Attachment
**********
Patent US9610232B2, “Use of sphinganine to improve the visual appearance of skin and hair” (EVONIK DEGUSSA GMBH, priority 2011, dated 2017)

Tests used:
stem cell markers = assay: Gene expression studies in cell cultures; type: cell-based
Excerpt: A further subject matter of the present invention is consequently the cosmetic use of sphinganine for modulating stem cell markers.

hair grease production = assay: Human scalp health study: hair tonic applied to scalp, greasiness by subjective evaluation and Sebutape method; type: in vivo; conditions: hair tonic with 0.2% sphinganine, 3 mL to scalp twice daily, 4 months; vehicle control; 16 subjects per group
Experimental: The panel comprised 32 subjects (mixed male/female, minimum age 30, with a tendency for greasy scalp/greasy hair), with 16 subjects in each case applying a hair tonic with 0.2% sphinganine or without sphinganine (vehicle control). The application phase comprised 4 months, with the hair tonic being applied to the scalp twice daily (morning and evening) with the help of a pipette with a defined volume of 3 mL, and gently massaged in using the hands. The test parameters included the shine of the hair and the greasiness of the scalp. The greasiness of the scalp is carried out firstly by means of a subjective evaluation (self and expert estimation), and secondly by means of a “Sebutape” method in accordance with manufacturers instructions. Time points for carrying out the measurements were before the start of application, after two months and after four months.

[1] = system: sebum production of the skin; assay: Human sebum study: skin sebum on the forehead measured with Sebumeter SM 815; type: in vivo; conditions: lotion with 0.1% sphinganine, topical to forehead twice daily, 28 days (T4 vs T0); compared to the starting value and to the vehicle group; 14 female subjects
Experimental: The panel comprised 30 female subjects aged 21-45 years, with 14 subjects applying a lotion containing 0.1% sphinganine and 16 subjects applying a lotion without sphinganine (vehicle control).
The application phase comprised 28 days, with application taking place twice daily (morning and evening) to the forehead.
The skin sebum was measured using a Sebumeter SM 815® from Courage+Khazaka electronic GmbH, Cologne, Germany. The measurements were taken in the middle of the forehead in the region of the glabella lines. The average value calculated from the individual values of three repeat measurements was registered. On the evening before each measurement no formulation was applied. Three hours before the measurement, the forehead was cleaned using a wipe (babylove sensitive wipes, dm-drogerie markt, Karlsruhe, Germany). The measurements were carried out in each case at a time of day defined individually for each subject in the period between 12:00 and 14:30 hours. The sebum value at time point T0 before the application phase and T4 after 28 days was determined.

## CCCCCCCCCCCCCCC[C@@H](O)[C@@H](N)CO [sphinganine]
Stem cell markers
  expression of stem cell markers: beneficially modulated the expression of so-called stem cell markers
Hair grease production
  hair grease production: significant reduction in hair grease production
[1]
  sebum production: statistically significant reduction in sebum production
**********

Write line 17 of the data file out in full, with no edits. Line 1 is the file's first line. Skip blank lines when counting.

  sebum production: statistically significant reduction in sebum production